I’ll have much more detailed write-ups of each of these shows as they air, but as I wrote in The Atlantic today, looking at the Bridesmaids-inspired female-centric comedies, the big trends for fall seem to be women competing against each other, particularly along Betty-and-Vernonica-like blonde and brunette lines and the Bernie Madoff’s influence on New York:
There’s something odd and unfortunate about the tendency of sitcoms to pitch women against each other—even when there aren’t the affections of a boy like Archie Andrews at stake. In CBS’s 2 Broke Girls, which premieres tonight at 9:30, brunette Max (a tart and wonderful Kat Dennings) is immediately suspicious of Caroline (Beth Behrs), a former socialite who lost her fortune when her father’s Ponzi scheme collapsed and takes a job at the same Brooklyn diner where Max works. A gentler version of that dynamic is at work in NBC’s family comedy Up All Night, where new mother Reagan (Christina Applegate) tries to defend her right to family time against the demands of her boss and friend, talk show host Ava (Maya Rudolph, the only woman of color in a leading role in any of these shows). And in Apartment 23, which will debut on ABC later this fall, June (Dreama Walker), who moves to New York only to have her job vanish in yet another Madoff-like collapse, ends up rooming with the cartoonishly manipulative Chloe (the always wonderful Krysten Ritter).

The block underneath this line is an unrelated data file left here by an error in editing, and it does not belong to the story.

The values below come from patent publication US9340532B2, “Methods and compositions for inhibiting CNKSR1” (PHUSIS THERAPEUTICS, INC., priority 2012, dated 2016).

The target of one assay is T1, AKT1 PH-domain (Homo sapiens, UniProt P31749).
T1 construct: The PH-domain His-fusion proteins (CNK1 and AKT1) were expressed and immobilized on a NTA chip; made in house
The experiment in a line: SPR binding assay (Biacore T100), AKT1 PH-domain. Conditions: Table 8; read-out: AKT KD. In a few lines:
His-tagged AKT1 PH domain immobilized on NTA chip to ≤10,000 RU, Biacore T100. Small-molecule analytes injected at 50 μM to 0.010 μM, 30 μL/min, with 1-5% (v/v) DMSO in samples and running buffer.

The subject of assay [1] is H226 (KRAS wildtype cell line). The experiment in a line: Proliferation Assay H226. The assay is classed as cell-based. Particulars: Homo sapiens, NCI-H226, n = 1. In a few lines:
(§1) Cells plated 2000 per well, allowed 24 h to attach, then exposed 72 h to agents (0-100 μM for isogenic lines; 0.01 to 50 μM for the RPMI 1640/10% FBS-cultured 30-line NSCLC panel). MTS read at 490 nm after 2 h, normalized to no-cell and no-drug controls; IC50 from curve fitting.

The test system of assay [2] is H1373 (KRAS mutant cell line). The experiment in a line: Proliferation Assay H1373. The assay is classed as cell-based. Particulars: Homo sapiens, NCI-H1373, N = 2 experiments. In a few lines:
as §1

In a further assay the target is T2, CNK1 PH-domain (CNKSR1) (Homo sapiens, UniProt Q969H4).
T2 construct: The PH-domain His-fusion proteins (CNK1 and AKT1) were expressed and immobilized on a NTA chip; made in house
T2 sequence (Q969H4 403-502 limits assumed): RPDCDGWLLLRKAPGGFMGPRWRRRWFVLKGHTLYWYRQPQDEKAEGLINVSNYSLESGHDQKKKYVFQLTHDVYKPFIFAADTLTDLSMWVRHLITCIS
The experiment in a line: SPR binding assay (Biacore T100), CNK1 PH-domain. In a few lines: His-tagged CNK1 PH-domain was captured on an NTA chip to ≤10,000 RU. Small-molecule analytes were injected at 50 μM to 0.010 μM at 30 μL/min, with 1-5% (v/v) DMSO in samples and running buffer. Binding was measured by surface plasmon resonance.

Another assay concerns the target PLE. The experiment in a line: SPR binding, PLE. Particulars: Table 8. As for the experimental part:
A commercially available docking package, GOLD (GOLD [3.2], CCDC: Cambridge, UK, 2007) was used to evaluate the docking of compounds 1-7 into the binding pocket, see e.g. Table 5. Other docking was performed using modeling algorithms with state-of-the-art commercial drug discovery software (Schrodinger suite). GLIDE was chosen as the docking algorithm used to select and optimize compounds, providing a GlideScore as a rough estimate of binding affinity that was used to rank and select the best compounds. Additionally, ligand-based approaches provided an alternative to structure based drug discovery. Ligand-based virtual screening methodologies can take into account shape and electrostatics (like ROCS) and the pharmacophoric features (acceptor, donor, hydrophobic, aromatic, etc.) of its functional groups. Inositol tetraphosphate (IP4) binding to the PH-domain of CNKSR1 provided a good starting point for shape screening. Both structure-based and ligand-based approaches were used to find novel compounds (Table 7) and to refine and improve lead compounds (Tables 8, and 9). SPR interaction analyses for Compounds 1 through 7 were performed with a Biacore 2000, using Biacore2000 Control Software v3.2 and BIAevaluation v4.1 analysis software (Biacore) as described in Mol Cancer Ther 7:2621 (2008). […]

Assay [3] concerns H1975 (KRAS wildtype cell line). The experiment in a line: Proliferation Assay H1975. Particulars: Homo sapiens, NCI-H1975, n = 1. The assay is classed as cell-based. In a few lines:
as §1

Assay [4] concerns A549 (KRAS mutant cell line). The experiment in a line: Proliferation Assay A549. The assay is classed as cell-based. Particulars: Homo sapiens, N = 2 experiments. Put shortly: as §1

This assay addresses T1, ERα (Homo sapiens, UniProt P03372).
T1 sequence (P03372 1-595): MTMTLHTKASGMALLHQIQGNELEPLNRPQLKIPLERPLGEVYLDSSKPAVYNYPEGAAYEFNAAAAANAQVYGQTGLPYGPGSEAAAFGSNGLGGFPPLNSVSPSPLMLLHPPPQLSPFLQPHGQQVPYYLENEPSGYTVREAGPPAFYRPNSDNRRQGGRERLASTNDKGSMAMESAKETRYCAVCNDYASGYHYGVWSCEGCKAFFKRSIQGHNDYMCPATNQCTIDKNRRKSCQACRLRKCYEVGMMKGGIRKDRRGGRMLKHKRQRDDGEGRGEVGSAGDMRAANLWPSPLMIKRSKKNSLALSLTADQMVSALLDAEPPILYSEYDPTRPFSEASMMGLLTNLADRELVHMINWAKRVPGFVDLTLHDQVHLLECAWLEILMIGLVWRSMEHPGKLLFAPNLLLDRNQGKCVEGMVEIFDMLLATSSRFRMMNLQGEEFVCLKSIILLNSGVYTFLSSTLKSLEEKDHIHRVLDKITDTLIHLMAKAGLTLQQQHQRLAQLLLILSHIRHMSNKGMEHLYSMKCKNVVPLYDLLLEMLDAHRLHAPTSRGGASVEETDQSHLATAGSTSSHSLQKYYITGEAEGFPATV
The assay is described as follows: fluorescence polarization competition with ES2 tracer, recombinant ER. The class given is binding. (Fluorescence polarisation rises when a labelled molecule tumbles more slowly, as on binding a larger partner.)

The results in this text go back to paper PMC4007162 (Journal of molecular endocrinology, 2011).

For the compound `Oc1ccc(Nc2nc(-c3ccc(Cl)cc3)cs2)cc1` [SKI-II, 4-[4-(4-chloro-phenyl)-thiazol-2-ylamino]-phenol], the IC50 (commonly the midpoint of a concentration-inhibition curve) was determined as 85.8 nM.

In each case, some of the tension between each pair dissipates by the end of the first episode. But it remains frustrating that the most common way to generate dynamic friction between women in pop culture is to start with a win-lose scenario, where only one woman can end up in control of her time, a choice New York apartment, or a deeply scuzzy diner in an up-and-coming neighborhood. If the stakes were higher, the competitions might seem justified, but there’s something depressingly recession-sized about these conflicts, and the faster these shows move on to interesting and fraught collaborations rather than battles over scraps, the better.
I’m really curious to see how these shows evolve beyond their early episodes — there’s a lot of potential in the set-ups for all of these shows to say something interesting about the desirability of marriage, about friendships between men and women, and about a reduced, recession-era New York. Whether they capitalize remains an open question.